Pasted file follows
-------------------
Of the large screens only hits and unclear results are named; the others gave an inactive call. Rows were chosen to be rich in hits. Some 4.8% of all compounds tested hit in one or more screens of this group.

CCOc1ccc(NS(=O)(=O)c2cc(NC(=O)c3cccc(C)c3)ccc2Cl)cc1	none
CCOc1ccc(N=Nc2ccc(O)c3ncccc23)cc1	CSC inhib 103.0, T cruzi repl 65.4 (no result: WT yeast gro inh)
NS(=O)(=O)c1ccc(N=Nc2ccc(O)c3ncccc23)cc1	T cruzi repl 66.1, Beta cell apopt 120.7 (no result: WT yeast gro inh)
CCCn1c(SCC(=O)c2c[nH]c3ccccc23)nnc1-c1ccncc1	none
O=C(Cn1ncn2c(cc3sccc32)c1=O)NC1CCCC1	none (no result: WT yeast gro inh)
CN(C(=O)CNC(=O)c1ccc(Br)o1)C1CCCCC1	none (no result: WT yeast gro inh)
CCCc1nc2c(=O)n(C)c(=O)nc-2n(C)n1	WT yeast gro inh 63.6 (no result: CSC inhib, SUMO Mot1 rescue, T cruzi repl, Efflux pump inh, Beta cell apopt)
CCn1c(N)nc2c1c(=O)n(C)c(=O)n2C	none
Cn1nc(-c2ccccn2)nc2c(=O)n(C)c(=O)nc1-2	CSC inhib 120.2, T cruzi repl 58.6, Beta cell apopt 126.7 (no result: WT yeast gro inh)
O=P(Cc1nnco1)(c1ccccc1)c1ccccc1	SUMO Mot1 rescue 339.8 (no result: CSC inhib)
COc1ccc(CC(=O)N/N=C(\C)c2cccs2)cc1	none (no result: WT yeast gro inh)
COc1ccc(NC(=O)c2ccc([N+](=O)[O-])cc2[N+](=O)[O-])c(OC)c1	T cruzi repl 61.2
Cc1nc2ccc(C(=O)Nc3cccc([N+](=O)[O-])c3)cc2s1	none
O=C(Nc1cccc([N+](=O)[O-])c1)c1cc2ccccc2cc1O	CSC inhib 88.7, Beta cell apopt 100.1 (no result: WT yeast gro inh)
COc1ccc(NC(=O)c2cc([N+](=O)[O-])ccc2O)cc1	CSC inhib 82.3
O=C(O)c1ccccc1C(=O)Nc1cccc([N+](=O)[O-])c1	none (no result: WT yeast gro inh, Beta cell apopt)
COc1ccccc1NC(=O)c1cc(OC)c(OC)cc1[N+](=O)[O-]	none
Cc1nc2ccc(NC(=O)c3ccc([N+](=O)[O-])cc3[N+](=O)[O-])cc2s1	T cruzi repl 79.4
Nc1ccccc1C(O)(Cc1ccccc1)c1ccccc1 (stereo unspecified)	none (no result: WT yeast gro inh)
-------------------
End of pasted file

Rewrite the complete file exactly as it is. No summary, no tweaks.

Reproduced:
Of the large screens only hits and unclear results are named; the others gave an inactive call. Rows were chosen to be rich in hits. Some 4.8% of all compounds tested hit in one or more screens of this group.

CCOc1ccc(NS(=O)(=O)c2cc(NC(=O)c3cccc(C)c3)ccc2Cl)cc1	none
CCOc1ccc(N=Nc2ccc(O)c3ncccc23)cc1	CSC inhib 103.0, T cruzi repl 65.4 (no result: WT yeast gro inh)
NS(=O)(=O)c1ccc(N=Nc2ccc(O)c3ncccc23)cc1	T cruzi repl 66.1, Beta cell apopt 120.7 (no result: WT yeast gro inh)
CCCn1c(SCC(=O)c2c[nH]c3ccccc23)nnc1-c1ccncc1	none
O=C(Cn1ncn2c(cc3sccc32)c1=O)NC1CCCC1	none (no result: WT yeast gro inh)
CN(C(=O)CNC(=O)c1ccc(Br)o1)C1CCCCC1	none (no result: WT yeast gro inh)
CCCc1nc2c(=O)n(C)c(=O)nc-2n(C)n1	WT yeast gro inh 63.6 (no result: CSC inhib, SUMO Mot1 rescue, T cruzi repl, Efflux pump inh, Beta cell apopt)
CCn1c(N)nc2c1c(=O)n(C)c(=O)n2C	none
Cn1nc(-c2ccccn2)nc2c(=O)n(C)c(=O)nc1-2	CSC inhib 120.2, T cruzi repl 58.6, Beta cell apopt 126.7 (no result: WT yeast gro inh)
O=P(Cc1nnco1)(c1ccccc1)c1ccccc1	SUMO Mot1 rescue 339.8 (no result: CSC inhib)
COc1ccc(CC(=O)N/N=C(\C)c2cccs2)cc1	none (no result: WT yeast gro inh)
COc1ccc(NC(=O)c2ccc([N+](=O)[O-])cc2[N+](=O)[O-])c(OC)c1	T cruzi repl 61.2
Cc1nc2ccc(C(=O)Nc3cccc([N+](=O)[O-])c3)cc2s1	none
O=C(Nc1cccc([N+](=O)[O-])c1)c1cc2ccccc2cc1O	CSC inhib 88.7, Beta cell apopt 100.1 (no result: WT yeast gro inh)
COc1ccc(NC(=O)c2cc([N+](=O)[O-])ccc2O)cc1	CSC inhib 82.3
O=C(O)c1ccccc1C(=O)Nc1cccc([N+](=O)[O-])c1	none (no result: WT yeast gro inh, Beta cell apopt)
COc1ccccc1NC(=O)c1cc(OC)c(OC)cc1[N+](=O)[O-]	none
Cc1nc2ccc(NC(=O)c3ccc([N+](=O)[O-])cc3[N+](=O)[O-])cc2s1	T cruzi repl 79.4
Nc1ccccc1C(O)(Cc1ccccc1)c1ccccc1 (stereo unspecified)	none (no result: WT yeast gro inh)